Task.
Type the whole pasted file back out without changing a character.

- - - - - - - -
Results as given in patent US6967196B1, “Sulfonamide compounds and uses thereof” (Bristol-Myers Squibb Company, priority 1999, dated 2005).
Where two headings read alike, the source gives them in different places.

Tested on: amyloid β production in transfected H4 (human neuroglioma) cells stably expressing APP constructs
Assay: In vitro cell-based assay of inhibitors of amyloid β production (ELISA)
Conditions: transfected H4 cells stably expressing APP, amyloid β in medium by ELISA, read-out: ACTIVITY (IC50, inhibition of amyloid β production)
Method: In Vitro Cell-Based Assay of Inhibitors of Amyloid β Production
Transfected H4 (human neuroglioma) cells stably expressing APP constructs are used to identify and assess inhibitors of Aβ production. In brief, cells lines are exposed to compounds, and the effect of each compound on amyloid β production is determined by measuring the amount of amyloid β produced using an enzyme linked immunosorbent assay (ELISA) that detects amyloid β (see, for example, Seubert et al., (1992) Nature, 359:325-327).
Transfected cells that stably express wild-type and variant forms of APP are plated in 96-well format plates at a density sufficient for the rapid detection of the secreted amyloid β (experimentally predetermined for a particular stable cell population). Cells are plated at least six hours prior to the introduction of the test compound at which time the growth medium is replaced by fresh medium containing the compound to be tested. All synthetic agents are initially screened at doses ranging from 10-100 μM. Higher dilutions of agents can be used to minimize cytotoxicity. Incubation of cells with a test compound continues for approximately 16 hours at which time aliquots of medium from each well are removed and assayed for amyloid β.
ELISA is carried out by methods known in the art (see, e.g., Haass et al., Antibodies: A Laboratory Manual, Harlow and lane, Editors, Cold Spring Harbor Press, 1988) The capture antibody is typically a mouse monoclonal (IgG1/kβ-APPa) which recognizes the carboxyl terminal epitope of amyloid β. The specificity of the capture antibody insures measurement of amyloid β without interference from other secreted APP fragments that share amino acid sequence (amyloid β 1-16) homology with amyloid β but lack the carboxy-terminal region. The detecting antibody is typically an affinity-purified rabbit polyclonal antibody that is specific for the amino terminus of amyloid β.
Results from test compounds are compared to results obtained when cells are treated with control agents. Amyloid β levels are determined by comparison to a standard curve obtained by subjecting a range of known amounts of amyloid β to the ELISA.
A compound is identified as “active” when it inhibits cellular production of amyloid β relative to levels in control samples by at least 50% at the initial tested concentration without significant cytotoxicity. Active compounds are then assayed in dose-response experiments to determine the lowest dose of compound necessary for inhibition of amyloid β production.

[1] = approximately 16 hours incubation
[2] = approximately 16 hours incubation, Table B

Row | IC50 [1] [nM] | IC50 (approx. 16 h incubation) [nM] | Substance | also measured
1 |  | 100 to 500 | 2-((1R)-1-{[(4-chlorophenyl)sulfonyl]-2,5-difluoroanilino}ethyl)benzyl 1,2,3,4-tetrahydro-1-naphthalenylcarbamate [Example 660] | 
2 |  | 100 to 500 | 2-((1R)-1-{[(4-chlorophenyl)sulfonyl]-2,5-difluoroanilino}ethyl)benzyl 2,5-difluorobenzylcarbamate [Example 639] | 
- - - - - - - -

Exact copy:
Results as given in patent US6967196B1, “Sulfonamide compounds and uses thereof” (Bristol-Myers Squibb Company, priority 1999, dated 2005).
Where two headings read alike, the source gives them in different places.

Tested on: amyloid β production in transfected H4 (human neuroglioma) cells stably expressing APP constructs
Assay: In vitro cell-based assay of inhibitors of amyloid β production (ELISA)
Conditions: transfected H4 cells stably expressing APP, amyloid β in medium by ELISA, read-out: ACTIVITY (IC50, inhibition of amyloid β production)
Method: In Vitro Cell-Based Assay of Inhibitors of Amyloid β Production
Transfected H4 (human neuroglioma) cells stably expressing APP constructs are used to identify and assess inhibitors of Aβ production. In brief, cells lines are exposed to compounds, and the effect of each compound on amyloid β production is determined by measuring the amount of amyloid β produced using an enzyme linked immunosorbent assay (ELISA) that detects amyloid β (see, for example, Seubert et al., (1992) Nature, 359:325-327).
Transfected cells that stably express wild-type and variant forms of APP are plated in 96-well format plates at a density sufficient for the rapid detection of the secreted amyloid β (experimentally predetermined for a particular stable cell population). Cells are plated at least six hours prior to the introduction of the test compound at which time the growth medium is replaced by fresh medium containing the compound to be tested. All synthetic agents are initially screened at doses ranging from 10-100 μM. Higher dilutions of agents can be used to minimize cytotoxicity. Incubation of cells with a test compound continues for approximately 16 hours at which time aliquots of medium from each well are removed and assayed for amyloid β.
ELISA is carried out by methods known in the art (see, e.g., Haass et al., Antibodies: A Laboratory Manual, Harlow and lane, Editors, Cold Spring Harbor Press, 1988) The capture antibody is typically a mouse monoclonal (IgG1/kβ-APPa) which recognizes the carboxyl terminal epitope of amyloid β. The specificity of the capture antibody insures measurement of amyloid β without interference from other secreted APP fragments that share amino acid sequence (amyloid β 1-16) homology with amyloid β but lack the carboxy-terminal region. The detecting antibody is typically an affinity-purified rabbit polyclonal antibody that is specific for the amino terminus of amyloid β.
Results from test compounds are compared to results obtained when cells are treated with control agents. Amyloid β levels are determined by comparison to a standard curve obtained by subjecting a range of known amounts of amyloid β to the ELISA.
A compound is identified as “active” when it inhibits cellular production of amyloid β relative to levels in control samples by at least 50% at the initial tested concentration without significant cytotoxicity. Active compounds are then assayed in dose-response experiments to determine the lowest dose of compound necessary for inhibition of amyloid β production.

[1] = approximately 16 hours incubation
[2] = approximately 16 hours incubation, Table B

Row | IC50 [1] [nM] | IC50 (approx. 16 h incubation) [nM] | Substance | also measured
1 |  | 100 to 500 | 2-((1R)-1-{[(4-chlorophenyl)sulfonyl]-2,5-difluoroanilino}ethyl)benzyl 1,2,3,4-tetrahydro-1-naphthalenylcarbamate [Example 660] | 
2 |  | 100 to 500 | 2-((1R)-1-{[(4-chlorophenyl)sulfonyl]-2,5-difluoroanilino}ethyl)benzyl 2,5-difluorobenzylcarbamate [Example 639] | 